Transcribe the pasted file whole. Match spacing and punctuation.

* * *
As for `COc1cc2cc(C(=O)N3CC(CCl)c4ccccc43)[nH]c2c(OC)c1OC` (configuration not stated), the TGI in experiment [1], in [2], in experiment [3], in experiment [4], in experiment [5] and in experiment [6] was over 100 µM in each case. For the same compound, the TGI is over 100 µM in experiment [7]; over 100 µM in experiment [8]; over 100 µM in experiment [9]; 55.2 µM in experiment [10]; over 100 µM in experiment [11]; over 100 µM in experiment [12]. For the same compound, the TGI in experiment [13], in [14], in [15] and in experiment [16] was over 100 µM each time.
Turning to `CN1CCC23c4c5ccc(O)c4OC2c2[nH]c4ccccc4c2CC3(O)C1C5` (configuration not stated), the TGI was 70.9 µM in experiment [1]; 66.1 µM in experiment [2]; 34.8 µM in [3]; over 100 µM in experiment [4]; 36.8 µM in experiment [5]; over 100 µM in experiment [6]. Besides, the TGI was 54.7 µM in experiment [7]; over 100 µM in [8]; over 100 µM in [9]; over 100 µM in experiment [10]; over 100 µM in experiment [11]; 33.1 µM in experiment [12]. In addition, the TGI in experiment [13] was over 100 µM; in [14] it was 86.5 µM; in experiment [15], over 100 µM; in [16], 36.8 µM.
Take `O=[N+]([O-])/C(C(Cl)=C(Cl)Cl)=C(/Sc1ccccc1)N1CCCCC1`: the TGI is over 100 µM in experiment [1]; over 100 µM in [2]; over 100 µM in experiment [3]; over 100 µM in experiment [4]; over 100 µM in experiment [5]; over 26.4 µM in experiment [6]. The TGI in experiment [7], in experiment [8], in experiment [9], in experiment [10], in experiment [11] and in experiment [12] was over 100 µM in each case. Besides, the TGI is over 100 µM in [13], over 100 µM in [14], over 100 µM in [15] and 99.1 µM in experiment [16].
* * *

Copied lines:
As for `COc1cc2cc(C(=O)N3CC(CCl)c4ccccc43)[nH]c2c(OC)c1OC` (configuration not stated), the TGI in experiment [1], in [2], in experiment [3], in experiment [4], in experiment [5] and in experiment [6] was over 100 µM in each case. For the same compound, the TGI is over 100 µM in experiment [7]; over 100 µM in experiment [8]; over 100 µM in experiment [9]; 55.2 µM in experiment [10]; over 100 µM in experiment [11]; over 100 µM in experiment [12]. For the same compound, the TGI in experiment [13], in [14], in [15] and in experiment [16] was over 100 µM each time.
Turning to `CN1CCC23c4c5ccc(O)c4OC2c2[nH]c4ccccc4c2CC3(O)C1C5` (configuration not stated), the TGI was 70.9 µM in experiment [1]; 66.1 µM in experiment [2]; 34.8 µM in [3]; over 100 µM in experiment [4]; 36.8 µM in experiment [5]; over 100 µM in experiment [6]. Besides, the TGI was 54.7 µM in experiment [7]; over 100 µM in [8]; over 100 µM in [9]; over 100 µM in experiment [10]; over 100 µM in experiment [11]; 33.1 µM in experiment [12]. In addition, the TGI in experiment [13] was over 100 µM; in [14] it was 86.5 µM; in experiment [15], over 100 µM; in [16], 36.8 µM.
Take `O=[N+]([O-])/C(C(Cl)=C(Cl)Cl)=C(/Sc1ccccc1)N1CCCCC1`: the TGI is over 100 µM in experiment [1]; over 100 µM in [2]; over 100 µM in experiment [3]; over 100 µM in experiment [4]; over 100 µM in experiment [5]; over 26.4 µM in experiment [6]. The TGI in experiment [7], in experiment [8], in experiment [9], in experiment [10], in experiment [11] and in experiment [12] was over 100 µM in each case. Besides, the TGI is over 100 µM in [13], over 100 µM in [14], over 100 µM in [15] and 99.1 µM in experiment [16].